End Authority Start Amendment Part

33. Amend § 391.41 by revising paragraph (a)(1)(i) to read as follows:

End Amendment Part
Physical qualifications for drivers.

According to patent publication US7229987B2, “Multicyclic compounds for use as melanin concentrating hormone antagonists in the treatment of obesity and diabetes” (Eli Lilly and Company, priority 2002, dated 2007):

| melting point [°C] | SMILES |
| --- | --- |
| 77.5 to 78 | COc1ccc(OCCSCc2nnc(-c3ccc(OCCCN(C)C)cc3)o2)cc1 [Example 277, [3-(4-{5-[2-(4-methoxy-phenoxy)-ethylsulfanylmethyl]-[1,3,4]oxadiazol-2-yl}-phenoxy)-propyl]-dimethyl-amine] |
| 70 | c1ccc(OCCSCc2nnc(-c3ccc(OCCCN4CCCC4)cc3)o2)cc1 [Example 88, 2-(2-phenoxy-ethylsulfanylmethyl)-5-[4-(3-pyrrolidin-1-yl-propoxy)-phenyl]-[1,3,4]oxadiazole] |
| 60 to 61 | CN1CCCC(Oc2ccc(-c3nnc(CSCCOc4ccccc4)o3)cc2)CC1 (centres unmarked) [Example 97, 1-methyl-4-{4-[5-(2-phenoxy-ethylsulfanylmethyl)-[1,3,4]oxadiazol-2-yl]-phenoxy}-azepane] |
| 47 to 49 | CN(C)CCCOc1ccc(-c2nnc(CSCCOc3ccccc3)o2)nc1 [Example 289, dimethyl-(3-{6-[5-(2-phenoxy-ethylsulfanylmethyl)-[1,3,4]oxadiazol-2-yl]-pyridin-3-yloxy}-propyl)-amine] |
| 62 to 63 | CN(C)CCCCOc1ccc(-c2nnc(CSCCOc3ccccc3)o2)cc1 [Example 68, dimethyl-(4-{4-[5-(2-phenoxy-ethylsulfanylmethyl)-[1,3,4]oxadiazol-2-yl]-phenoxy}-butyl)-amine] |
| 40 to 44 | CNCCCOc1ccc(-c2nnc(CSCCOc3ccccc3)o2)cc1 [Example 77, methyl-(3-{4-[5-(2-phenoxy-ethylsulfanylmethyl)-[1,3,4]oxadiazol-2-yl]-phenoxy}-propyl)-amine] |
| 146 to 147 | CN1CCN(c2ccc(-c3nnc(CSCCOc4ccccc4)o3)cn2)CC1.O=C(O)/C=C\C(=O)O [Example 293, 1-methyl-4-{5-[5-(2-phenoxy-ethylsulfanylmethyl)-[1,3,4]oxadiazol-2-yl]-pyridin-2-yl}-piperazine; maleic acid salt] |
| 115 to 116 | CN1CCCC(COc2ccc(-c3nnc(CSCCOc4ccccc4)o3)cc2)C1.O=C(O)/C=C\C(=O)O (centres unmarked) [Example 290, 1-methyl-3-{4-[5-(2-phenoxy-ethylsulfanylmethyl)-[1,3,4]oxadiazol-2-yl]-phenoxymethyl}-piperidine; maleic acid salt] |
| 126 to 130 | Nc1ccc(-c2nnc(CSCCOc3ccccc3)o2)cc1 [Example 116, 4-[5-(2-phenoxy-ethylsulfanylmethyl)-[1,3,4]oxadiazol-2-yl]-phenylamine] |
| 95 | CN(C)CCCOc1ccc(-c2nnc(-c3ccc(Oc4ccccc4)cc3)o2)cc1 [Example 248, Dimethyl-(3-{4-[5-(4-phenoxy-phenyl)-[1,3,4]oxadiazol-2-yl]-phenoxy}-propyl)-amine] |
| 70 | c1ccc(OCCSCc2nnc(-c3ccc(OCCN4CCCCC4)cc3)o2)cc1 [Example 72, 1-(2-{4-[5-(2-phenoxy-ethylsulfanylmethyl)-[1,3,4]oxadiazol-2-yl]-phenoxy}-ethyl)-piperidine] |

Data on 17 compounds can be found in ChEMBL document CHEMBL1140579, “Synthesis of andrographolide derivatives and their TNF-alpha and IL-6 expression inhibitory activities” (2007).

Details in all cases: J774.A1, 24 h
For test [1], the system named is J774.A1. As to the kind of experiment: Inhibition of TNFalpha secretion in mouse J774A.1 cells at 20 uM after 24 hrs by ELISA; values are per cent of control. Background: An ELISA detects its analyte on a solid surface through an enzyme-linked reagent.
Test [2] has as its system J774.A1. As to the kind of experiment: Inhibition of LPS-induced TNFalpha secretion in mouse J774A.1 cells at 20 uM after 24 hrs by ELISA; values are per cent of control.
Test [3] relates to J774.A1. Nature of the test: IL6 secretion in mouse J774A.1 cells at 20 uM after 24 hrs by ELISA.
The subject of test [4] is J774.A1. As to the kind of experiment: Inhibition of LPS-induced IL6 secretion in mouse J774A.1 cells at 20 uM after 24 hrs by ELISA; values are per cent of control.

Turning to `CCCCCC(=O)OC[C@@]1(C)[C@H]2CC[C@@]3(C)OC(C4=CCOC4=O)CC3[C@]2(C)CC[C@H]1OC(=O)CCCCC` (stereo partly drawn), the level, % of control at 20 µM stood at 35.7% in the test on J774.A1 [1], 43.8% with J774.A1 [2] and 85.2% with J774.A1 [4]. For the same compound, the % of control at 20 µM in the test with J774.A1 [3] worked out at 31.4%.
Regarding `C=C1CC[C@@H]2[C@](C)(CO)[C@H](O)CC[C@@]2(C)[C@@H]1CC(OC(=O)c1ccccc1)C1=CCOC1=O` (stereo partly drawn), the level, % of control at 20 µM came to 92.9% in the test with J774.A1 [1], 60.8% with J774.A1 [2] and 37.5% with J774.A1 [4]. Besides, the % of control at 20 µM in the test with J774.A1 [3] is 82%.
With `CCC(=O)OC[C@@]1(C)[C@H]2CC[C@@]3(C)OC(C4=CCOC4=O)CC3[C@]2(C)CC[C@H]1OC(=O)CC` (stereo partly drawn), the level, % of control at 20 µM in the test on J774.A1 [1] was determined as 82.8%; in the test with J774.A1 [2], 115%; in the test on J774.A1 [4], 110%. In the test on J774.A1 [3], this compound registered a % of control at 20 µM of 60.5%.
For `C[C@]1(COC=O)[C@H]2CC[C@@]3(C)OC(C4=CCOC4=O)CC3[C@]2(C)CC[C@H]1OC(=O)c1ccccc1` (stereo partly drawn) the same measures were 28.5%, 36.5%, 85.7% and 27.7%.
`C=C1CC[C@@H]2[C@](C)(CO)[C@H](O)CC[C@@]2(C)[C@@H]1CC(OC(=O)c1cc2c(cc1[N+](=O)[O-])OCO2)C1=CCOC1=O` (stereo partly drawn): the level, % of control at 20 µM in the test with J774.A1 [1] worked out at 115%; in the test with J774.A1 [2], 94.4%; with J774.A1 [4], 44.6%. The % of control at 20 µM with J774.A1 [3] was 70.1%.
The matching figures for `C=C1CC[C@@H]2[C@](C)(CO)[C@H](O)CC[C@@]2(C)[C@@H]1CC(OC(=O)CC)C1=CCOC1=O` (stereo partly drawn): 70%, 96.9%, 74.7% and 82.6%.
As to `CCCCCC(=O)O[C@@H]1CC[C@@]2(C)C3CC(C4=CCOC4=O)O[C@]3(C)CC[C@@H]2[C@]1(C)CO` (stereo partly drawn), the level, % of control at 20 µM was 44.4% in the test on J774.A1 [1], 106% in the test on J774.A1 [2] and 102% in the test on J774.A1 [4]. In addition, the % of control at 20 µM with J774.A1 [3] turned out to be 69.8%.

(a)(1)(i) A person subject to this part must not operate a commercial motor vehicle unless he or she is medically certified as physically qualified to do so, and, except as provided in paragraph (a)(2) of this section, when on-duty has on his or her person the original, or a copy, of a current medical examiner's certificate that he or she is physically qualified to drive a commercial motor vehicle. NOTE: Effective December 29, 1991, and as amended on January 19, 2017, the FMCSA Administrator determined that the Licencia Federal de Conductor issued by the United Mexican States is recognized as proof of medical fitness to drive a CMV. The United States and Canada entered into a Reciprocity Agreement, effective March 30, 1999, recognizing that a Canadian commercial driver's license is proof of medical fitness to drive a CMV. Therefore, Canadian and Mexican CMV drivers are not required to have in their possession a medical examiner's certificate if the driver has been issued, and possesses, a valid commercial driver license issued by the United Mexican States, or a Canadian Province or Territory, and whose license and medical status, including any waiver or exemption, can be electronically verified. Drivers from any of the countries who have received a medical authorization that deviates from the mutually accepted compatible medical standards of the resident country are not qualified to drive a CMV in the other countries. For example, Canadian drivers who do not meet the medical fitness provisions of the Canadian National Safety Code for Motor Carriers but are issued a waiver by one of the Canadian Provinces or Territories, are not qualified to drive a CMV in the United States. In addition, U.S. drivers who received a medical variance from FMCSA are not qualified to drive a CMV in Canada.